Second Language Writing & UCWbL Core Practices

By February 3, 2015Peer Writing Tutoring

Last week, I had a conversation with a fellow UCWbLer and the UCWbL director about working with multilingual writers. We discussed the different approaches to tutoring and how these might work differently with writers at different stages of language learning.

Obviously different approaches work better for some writers than they do for others, but when a writer is also in the process of learning an additional language, does their position, stage, identity, etc. in that language learning process warrant a different approach? In other words, do the same approaches work well for all levels of language learning? Or do some approaches respond better to the need of the language learner?

So we thought about it. And we talked about it. Here are two of the UCWbL’s core practices that we felt are especially important when approaching second language writers and allow tutors to effectively approach the writing.

11355733746_39d0d1cfa5_o1) Build and Cultivate Rapport: One of the practices we stress at the UCWbL is starting appointments with conversation. Building rapport if you will. The idea is that by first just talking with the writer, we can help create that comfortable environment and help the writer to be invested in their work. As How to UCWbL, our awesome tutor handbook says, “Building and cultivating rapport engages and encourages writers.”

2) Collaboratively Set an Agenda to Guide Your Work: A conversation is also a great way to approach working with the writing itself. That may seem odd at first—how can we talk about the writing before actually looking at it? Going back to How to UCWbL, starting with a conversation—building that rapport—also “opens a dialogue about writing.” In other words, we can get a better understanding of who they are and what they really want to get out of the appointment (also what their needs may be). A simple question, so what are you trying to say or do with this, can tell us a lot about the writer and the writing. Once that dialogue is opened, we can look to the writing collaboratively and, through conversation, work together to set an agenda.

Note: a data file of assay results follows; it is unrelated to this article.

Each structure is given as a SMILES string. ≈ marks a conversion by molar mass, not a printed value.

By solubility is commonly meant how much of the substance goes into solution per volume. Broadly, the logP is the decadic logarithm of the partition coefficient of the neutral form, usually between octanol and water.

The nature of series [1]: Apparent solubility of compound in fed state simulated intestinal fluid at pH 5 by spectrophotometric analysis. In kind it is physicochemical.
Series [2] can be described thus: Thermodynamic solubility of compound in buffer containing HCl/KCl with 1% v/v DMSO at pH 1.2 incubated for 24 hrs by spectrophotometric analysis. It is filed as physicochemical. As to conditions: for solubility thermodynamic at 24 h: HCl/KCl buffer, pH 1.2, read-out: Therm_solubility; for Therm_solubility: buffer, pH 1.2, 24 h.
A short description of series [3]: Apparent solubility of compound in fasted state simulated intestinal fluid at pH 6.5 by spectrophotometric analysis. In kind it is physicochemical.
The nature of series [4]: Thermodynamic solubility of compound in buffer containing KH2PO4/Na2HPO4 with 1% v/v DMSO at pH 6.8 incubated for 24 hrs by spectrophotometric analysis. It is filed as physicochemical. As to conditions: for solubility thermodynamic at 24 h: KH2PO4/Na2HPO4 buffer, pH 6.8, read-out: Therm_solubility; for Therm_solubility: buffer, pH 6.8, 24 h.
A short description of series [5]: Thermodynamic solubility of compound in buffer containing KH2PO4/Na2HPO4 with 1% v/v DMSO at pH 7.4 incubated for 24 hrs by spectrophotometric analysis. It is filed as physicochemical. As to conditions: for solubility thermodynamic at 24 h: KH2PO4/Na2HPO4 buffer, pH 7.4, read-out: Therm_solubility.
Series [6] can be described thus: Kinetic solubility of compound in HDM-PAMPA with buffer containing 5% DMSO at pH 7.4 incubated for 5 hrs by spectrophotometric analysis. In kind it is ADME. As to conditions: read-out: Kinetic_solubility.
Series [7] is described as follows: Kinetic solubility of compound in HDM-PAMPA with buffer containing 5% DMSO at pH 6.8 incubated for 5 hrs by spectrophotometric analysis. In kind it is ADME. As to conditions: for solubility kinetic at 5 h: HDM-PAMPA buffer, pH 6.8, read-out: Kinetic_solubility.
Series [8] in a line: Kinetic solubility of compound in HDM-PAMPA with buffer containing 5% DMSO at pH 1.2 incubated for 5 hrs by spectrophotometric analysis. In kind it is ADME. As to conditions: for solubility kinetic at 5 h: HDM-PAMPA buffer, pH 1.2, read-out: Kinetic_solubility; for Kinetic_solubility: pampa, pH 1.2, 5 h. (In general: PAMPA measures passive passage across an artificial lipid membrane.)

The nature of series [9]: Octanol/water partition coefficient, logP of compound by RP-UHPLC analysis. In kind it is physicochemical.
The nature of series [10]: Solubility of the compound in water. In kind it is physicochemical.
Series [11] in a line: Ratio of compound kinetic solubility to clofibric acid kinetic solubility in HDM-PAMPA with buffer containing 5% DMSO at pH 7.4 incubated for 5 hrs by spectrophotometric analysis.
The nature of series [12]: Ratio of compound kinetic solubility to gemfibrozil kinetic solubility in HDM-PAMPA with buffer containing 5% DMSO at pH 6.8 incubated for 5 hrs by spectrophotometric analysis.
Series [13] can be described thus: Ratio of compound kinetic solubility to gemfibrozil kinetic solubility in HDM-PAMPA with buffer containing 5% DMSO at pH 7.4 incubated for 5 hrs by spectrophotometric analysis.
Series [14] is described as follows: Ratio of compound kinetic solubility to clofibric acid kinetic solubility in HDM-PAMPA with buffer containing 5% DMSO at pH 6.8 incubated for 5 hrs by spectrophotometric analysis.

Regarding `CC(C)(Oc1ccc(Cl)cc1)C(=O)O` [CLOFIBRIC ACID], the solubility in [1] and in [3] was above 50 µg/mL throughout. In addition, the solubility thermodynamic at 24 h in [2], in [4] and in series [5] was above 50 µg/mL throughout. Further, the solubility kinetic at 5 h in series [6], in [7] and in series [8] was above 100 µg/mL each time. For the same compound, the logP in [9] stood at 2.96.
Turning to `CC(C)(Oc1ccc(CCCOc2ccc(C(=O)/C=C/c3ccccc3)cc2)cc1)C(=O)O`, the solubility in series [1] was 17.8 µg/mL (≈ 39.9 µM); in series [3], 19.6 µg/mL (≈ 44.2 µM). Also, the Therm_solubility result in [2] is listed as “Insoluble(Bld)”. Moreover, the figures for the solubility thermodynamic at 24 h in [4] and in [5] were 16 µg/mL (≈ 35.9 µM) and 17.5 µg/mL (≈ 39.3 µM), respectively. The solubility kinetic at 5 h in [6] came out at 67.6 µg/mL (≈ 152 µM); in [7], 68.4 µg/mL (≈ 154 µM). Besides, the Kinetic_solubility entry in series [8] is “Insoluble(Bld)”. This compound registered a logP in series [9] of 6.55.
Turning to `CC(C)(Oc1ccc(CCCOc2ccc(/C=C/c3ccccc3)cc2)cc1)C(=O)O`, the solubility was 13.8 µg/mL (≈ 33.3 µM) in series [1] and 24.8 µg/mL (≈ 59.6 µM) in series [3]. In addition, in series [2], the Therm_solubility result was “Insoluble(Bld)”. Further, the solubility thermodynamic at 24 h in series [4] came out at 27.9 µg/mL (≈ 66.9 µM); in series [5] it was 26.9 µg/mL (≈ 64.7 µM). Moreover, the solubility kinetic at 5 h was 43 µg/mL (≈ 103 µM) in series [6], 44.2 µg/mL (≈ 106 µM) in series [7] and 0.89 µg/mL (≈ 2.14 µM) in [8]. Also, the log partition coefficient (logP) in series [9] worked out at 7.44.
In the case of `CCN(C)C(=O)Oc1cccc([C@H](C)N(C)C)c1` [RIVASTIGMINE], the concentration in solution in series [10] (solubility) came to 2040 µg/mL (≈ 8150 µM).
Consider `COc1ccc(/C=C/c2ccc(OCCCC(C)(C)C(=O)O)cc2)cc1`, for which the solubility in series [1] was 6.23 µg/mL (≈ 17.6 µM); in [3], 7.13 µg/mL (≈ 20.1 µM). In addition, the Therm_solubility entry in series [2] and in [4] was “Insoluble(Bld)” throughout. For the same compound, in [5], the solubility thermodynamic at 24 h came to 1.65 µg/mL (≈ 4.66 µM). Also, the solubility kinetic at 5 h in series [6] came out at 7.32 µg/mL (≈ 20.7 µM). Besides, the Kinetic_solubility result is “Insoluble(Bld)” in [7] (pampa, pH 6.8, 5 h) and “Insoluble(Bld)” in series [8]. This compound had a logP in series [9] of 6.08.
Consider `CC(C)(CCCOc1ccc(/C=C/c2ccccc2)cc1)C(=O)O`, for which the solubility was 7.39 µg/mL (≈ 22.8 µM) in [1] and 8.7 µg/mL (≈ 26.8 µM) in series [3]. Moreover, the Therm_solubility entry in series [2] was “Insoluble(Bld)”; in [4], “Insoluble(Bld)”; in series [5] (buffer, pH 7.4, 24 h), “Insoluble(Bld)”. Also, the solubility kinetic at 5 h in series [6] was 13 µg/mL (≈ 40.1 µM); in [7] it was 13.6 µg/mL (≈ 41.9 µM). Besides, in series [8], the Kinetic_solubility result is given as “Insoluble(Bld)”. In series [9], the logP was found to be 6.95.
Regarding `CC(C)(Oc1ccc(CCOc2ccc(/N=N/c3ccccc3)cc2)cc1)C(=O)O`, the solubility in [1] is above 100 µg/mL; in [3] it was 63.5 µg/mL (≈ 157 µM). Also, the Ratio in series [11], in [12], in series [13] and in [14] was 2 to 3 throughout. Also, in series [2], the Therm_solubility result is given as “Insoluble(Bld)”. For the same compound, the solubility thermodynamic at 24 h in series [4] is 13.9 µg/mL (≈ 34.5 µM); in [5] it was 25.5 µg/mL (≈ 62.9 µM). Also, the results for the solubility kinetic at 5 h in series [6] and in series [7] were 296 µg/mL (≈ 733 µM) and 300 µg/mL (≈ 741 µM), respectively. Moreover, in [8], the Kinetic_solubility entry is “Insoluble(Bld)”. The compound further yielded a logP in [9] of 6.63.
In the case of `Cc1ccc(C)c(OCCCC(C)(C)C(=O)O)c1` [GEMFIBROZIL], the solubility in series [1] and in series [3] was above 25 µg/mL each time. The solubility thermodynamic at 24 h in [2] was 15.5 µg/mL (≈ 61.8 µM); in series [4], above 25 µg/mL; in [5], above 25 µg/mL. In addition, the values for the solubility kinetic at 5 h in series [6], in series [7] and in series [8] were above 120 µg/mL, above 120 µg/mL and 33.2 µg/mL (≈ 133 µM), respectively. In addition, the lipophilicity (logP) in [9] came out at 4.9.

Both of these core practices are especially important for working with English language learners (ELLs) and their writing. Having that conversation—about their day, about their class, about the assignment (notice the progression)—can tell us a lot about their command of the language, their comfort with the language, and what their language needs are in terms of their writing. What’s more it can help to break down any apprehensions the ELL may have.

Having that conversation about the assignment and what the writer is trying to say/do, will give us a more informed approach to our work (i.e. what the writer’s needs really are). If an ELL brings in a paragraph of text, saying they want to work on grammar, we all know that marking up the text and correcting each grammar issue won’t be helpful. But we may not know what to focus on ( is it actually communicating what the writer wants, what grammar points should we talk about, what are their needs?) Having this conversation can point us to an answer; it gets the writer talking about their writing. And most important, it will help the writer to maintain agency.

So as you begin your next writing-based appointment with an ELL, think back to those core practices, and start a conversation.

– Mark Lazio

Join the discussion One Comment

  • Rachel P. says:

    I think this is a really interesting and relevant post, Mark! I think it’s often easy for tutors to treat all writers the same – which could be a good thing or a bad thing, depending on your point of view – but I think pointing out the fact that ELL writers often need different help, or more thoughtful/specific strategies, to best suit their language needs is helpful.